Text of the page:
Combat support agency of the Pentagon has been hacked, exposing the personal data of roughly 200,000 people it has been revealed
The US Defence Information Systems Agency (DISA) has confirmed it has been hacked and the personal data of 200,000 people has been compromised.
DISA describes itself as a “combat support agency” of the Pentagon. Essentially, what it does is oversee military communications including calls for US President Donald Trump, the BBC reported.
The hack came despite US precautions. In 2015 the Pentagon said it would build a massive database of system vulnerabilities in order to track threats to critical systems and remain one step ahead of hackers. It said its cyber ‘scorecard’ would assess and identify flaws in American military computer networks, weapons systems, and installations.
But DISA has confirmed to the BBC that it was a victim of a cyberattack when computer systems controlled by it were hacked.
The data exposed included names and social security numbers, and happened in the summer of 2019.
A spokesperson for the Department of Defence would not tell the BBC whether it knew who was responsible for this attack – but the spokesperson did confirm the department was constantly under threat.
“DoD networks are under attack daily and the department maintains an active posture to thwart those attacks,” the spokesperson reportedly said.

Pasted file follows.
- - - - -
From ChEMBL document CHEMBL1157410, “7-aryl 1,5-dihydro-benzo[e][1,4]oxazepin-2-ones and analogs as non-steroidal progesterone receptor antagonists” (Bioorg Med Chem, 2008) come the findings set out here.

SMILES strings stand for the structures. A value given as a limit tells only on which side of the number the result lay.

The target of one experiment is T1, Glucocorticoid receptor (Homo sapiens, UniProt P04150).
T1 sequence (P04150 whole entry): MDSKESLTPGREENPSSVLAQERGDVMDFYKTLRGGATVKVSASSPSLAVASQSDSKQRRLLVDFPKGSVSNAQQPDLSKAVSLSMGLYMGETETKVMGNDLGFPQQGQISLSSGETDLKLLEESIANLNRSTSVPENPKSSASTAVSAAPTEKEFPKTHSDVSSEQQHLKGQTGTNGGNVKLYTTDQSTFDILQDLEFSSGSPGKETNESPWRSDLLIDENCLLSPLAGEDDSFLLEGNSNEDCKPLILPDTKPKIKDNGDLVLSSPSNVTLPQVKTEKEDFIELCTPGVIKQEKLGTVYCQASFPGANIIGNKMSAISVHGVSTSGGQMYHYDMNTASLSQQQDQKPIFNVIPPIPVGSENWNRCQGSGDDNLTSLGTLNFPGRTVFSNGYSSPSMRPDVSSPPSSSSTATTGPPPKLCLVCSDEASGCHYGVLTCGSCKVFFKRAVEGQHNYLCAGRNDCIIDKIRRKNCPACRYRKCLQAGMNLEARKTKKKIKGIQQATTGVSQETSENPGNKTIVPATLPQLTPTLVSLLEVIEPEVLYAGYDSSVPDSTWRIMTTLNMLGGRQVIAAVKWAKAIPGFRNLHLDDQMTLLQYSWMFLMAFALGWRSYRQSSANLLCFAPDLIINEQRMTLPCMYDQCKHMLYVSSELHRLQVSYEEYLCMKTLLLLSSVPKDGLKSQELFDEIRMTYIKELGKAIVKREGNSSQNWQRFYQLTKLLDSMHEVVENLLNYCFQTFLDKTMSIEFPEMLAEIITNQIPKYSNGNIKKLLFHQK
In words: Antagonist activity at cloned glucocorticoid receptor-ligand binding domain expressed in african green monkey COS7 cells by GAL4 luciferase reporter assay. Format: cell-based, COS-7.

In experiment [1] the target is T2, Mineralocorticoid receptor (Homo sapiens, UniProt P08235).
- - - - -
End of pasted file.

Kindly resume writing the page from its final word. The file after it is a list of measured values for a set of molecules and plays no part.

The agency said this month it had begun notifying people who had been affected but that there was “no evidence” their information has been misused.
The agency told the BBC once the breach in its computer system was discovered it investigated and took steps to fix it and prevent further hacks.
US military veteran and cyber threat analyst, Andy Piazza, tweeted a letter he received from DISA about the breach.
The Pentagon warned that future weapon platforms needed to be secured against any form of cyber intrusion.
It has also previously said that the United States military has the right to retaliate with military force against a cyberattack.
One security expert said that the DISA breach on the surface looks to have been minor, but an investigation was needed to uncover if other systems were impacted.
“The details of the reported breach are pretty obscure,” said Ilia Kolochenko, founder and CEO of web security company ImmuniWeb. “At first glance, just one system hosting employee data had been breached and, if so, it seems to be a comparatively insignificant security incident of minor importance.”
“However, an in-depth investigation should be urgently conducted to ascertain whether other systems or devices have been impacted,” said Kolochenko. “Frequently, nation-state attackers commence their attacks by breaching the weakest link accessible from the Internet and then silently propagate to all other interconnected systems in a series of chained attacks.”
“Worse, access to personal data of the agency staff greatly facilitates a wide spectrum of sophisticated spear-phishing and identity theft attacks capable to bypass virtually any modern layers of defense,” Kolochenko added.
“The present disclosure timeline seems to be impermissibly protracted given that the breach reportedly happened almost a year ago,” said Kolochenko. “This may be an indicator of attack sophistication, and what has been reported so far may just the tip of the iceberg.”
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